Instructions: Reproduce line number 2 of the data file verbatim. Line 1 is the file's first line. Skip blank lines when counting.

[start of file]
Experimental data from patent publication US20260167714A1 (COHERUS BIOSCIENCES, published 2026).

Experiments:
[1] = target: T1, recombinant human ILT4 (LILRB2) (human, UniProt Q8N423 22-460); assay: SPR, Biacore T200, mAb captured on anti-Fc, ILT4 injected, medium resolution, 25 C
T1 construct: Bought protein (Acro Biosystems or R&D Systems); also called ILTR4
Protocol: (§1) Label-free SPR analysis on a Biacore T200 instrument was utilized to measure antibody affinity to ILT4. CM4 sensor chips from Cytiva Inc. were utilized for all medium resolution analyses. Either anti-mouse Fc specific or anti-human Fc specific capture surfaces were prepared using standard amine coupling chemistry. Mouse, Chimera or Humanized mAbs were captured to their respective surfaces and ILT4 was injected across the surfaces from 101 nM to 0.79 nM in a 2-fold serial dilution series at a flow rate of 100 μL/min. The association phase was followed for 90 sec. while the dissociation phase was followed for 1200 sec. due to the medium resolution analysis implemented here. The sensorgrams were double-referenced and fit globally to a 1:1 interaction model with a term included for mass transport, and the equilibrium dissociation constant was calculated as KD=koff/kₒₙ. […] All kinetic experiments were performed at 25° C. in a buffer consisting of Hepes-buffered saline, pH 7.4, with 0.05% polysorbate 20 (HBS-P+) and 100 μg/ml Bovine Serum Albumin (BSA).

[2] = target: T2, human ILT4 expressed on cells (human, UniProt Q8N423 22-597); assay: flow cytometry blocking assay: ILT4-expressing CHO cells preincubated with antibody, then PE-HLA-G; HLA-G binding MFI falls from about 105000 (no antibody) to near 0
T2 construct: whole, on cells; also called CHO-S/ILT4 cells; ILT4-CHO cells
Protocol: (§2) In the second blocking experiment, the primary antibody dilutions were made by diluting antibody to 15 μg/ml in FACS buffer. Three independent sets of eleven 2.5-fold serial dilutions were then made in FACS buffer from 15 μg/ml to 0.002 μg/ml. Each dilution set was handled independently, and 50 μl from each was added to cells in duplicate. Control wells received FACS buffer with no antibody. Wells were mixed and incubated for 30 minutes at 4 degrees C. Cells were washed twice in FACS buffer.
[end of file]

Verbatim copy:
Experiments: